Iran unlikely to meet US demands after JCPOA pullout: Experts
It seems unlikely that Iran will meet the new demands made by the United States after its withdrawal from the Joint Comprehensive Plan of Action (JCPOA), or the Iran nuclear deal, while the withdrawal’s fallout will continue, according to some experts on international affairs.
The experts made the remarks in a current affairs commenting program of the China Global Television Network (CGTN) on Sunday when commenting on US Secretary of State Mike Pompeo’s recent statement on Iran such as demanding Iran to cease its uranium enrichment, stop supporting Houthi rebels in Yemen and withdraw all its forces from Syria.
Hua Liming, former Chinese ambassador to Iran, said the US demands are seeking to overturn the Iranian regime.
"What President Trump and Secretary of State Pompeo said, that was kind of regime change in Iran. That means Iran, the regime will collapse at all, because this is the basis of the Iranian regime now. And I have read in the news that the Iranian leader, Khamenei just put these questions: no discussion about the ballistic missile, no discussion about Iranian regional role and no discussion about 'sunset' at articles. So this is the answer of the Iranians," said Hua.
Iran will not give up its uranium enrichment, which was allowed within stringent limitations by the JCPOA, as demanded by the Trump administration, according to Meir Javendanfar, an Israel-based expert on Middle East affairs.
"This is just the pipe dream to think that the Iranian regime, whatever you think of it, is going to completely give up enrichment. In Iran the enrichment program and the right to enrich is a very much part of the legitimacy of the Islamic Republic of Iran. It would be extremely difficult, if not politically suicidal, for the supreme leader to agree to such a term. So, on the one hand, I think they are unreasonable, but on the other hand, I have to be absolutely honest with you, I think President Trump made a terrible mistake to walk out of the deal," he said.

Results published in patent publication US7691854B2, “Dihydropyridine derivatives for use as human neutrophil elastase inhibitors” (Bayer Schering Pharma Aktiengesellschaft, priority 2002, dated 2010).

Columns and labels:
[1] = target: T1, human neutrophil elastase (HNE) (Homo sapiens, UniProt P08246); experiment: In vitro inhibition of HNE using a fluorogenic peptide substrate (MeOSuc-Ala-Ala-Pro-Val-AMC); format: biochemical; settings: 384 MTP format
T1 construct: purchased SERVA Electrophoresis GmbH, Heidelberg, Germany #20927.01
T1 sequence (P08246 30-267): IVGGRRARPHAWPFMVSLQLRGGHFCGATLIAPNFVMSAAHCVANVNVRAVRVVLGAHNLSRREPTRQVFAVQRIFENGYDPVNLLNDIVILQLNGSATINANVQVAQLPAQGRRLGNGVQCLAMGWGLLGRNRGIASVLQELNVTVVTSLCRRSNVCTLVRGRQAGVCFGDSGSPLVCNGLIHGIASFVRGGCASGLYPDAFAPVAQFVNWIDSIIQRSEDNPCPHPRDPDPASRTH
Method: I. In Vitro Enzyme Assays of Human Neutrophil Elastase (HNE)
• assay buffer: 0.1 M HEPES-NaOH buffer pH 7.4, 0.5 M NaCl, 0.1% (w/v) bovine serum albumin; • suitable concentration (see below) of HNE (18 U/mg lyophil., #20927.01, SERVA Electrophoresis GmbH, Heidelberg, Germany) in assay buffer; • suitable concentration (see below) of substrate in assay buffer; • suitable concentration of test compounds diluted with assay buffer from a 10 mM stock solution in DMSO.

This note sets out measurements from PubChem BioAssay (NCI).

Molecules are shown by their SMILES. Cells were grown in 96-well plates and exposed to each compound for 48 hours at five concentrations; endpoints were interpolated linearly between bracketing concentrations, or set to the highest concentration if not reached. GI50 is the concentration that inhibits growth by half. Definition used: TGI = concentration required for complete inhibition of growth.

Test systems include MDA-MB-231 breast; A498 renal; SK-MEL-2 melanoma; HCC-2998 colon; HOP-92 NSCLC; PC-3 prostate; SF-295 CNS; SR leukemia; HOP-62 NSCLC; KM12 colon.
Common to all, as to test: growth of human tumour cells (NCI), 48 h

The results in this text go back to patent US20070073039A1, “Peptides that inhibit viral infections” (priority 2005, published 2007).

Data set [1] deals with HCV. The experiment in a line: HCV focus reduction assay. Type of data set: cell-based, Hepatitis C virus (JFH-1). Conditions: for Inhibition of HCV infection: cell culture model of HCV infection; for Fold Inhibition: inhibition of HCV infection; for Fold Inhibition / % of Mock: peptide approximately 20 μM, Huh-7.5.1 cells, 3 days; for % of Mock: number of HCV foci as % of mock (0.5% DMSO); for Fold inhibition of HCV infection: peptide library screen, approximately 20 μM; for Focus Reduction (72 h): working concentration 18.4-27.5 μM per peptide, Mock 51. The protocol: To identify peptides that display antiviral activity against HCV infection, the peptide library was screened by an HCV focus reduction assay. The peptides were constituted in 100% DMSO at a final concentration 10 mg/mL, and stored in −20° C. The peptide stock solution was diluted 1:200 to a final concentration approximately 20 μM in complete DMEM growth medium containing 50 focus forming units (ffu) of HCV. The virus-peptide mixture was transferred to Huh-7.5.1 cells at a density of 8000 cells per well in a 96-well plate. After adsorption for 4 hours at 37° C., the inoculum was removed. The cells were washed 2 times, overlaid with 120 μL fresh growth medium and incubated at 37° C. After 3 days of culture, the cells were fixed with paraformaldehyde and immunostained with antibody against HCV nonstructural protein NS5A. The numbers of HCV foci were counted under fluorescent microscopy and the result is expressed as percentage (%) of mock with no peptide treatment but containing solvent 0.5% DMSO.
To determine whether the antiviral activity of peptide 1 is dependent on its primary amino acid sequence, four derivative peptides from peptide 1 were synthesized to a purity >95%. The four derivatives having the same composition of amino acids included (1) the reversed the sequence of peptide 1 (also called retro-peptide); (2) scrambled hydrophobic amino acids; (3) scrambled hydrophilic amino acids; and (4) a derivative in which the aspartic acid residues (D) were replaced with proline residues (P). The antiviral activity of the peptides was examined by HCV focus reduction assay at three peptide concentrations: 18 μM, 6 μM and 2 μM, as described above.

As a US citizen, Eward Lehman, also a senior fellow with Chinese Academy of Social Sciences, said he is disappointed at the US government’s discard of direct diagloue with Iran.
"I understand people can polarize on issues, but I think when the United States doesn't have a direct dialogue, that's not good for anybody and for people and I understand what our Israeli friend was saying as well. I mean trying to poison deals and that's really not helpful. We are all humans in the world here, we are all trying to get along and that's what I find is the worst, but I agree with them, I think that it's going to be very difficult, a bridge too far probably to make," said Lehman.
Javendanfar believes that the US withdrawal will continue to jeopardize the JCPOA, as the European negotiators could eventually turn to the US side.
"I think it won't be long before Iran walks away from the deal, because the Europeans are not going to be able to make up the loss which America has left behind. From my conversation with some European officials, they said that, 'look we can't force our companies to do business with Iran'," he said.
However, China will continue to go all-out in safeguarding the deal, according to Hua.
"China has announced that China will remain in the JCPOA, because China has been one of the major contributors of the JCPOA in the long discussions, the long negotiations for 18 months. So this is the fruit of the efforts of the five plus one. China will not easily give up the JCPOA," said the former diplomat.